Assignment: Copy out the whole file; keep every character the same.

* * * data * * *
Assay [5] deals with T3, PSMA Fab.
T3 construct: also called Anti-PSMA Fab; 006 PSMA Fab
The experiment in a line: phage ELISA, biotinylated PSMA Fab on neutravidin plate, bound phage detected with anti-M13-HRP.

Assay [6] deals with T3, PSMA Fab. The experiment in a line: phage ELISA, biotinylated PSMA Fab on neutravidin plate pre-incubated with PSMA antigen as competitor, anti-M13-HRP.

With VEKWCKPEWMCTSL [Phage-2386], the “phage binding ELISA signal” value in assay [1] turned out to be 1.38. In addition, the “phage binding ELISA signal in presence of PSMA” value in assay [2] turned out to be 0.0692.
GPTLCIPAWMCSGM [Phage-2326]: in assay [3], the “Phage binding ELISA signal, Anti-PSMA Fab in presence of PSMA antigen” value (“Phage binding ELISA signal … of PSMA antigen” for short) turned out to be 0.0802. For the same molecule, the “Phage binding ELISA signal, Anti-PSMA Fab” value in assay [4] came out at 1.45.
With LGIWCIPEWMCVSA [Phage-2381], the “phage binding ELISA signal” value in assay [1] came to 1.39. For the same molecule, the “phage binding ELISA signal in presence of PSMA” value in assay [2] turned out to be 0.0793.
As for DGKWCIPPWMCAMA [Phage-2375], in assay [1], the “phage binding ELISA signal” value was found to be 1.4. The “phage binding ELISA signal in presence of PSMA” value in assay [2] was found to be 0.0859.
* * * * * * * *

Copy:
Assay [5] deals with T3, PSMA Fab.
T3 construct: also called Anti-PSMA Fab; 006 PSMA Fab
The experiment in a line: phage ELISA, biotinylated PSMA Fab on neutravidin plate, bound phage detected with anti-M13-HRP.

Assay [6] deals with T3, PSMA Fab. The experiment in a line: phage ELISA, biotinylated PSMA Fab on neutravidin plate pre-incubated with PSMA antigen as competitor, anti-M13-HRP.

With VEKWCKPEWMCTSL [Phage-2386], the “phage binding ELISA signal” value in assay [1] turned out to be 1.38. In addition, the “phage binding ELISA signal in presence of PSMA” value in assay [2] turned out to be 0.0692.
GPTLCIPAWMCSGM [Phage-2326]: in assay [3], the “Phage binding ELISA signal, Anti-PSMA Fab in presence of PSMA antigen” value (“Phage binding ELISA signal … of PSMA antigen” for short) turned out to be 0.0802. For the same molecule, the “Phage binding ELISA signal, Anti-PSMA Fab” value in assay [4] came out at 1.45.
With LGIWCIPEWMCVSA [Phage-2381], the “phage binding ELISA signal” value in assay [1] came to 1.39. For the same molecule, the “phage binding ELISA signal in presence of PSMA” value in assay [2] turned out to be 0.0793.
As for DGKWCIPPWMCAMA [Phage-2375], in assay [1], the “phage binding ELISA signal” value was found to be 1.4. The “phage binding ELISA signal in presence of PSMA” value in assay [2] was found to be 0.0859.